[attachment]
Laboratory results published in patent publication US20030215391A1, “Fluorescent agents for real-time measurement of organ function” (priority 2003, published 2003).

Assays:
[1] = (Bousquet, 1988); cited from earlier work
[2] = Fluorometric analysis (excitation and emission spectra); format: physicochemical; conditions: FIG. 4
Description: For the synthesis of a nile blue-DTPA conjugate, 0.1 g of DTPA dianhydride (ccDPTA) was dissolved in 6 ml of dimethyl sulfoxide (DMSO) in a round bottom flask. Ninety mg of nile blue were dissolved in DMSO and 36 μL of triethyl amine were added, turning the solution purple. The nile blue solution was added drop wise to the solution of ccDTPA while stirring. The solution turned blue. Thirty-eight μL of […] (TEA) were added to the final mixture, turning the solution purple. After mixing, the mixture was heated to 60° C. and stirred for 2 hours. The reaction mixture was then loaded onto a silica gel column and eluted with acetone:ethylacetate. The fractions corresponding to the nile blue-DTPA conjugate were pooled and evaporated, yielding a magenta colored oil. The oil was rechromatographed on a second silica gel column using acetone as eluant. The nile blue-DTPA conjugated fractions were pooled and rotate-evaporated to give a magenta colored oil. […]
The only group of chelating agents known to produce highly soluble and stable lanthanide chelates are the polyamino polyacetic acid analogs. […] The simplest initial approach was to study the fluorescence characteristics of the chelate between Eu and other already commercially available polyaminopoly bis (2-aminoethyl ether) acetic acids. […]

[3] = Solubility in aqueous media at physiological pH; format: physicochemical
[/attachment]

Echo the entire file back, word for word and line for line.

Laboratory results published in patent publication US20030215391A1, “Fluorescent agents for real-time measurement of organ function” (priority 2003, published 2003).

Assays:
[1] = (Bousquet, 1988); cited from earlier work
[2] = Fluorometric analysis (excitation and emission spectra); format: physicochemical; conditions: FIG. 4
Description: For the synthesis of a nile blue-DTPA conjugate, 0.1 g of DTPA dianhydride (ccDPTA) was dissolved in 6 ml of dimethyl sulfoxide (DMSO) in a round bottom flask. Ninety mg of nile blue were dissolved in DMSO and 36 μL of triethyl amine were added, turning the solution purple. The nile blue solution was added drop wise to the solution of ccDTPA while stirring. The solution turned blue. Thirty-eight μL of […] (TEA) were added to the final mixture, turning the solution purple. After mixing, the mixture was heated to 60° C. and stirred for 2 hours. The reaction mixture was then loaded onto a silica gel column and eluted with acetone:ethylacetate. The fractions corresponding to the nile blue-DTPA conjugate were pooled and evaporated, yielding a magenta colored oil. The oil was rechromatographed on a second silica gel column using acetone as eluant. The nile blue-DTPA conjugated fractions were pooled and rotate-evaporated to give a magenta colored oil. […]
The only group of chelating agents known to produce highly soluble and stable lanthanide chelates are the polyamino polyacetic acid analogs. […] The simplest initial approach was to study the fluorescence characteristics of the chelate between Eu and other already commercially available polyaminopoly bis (2-aminoethyl ether) acetic acids. […]

[3] = Solubility in aqueous media at physiological pH; format: physicochemical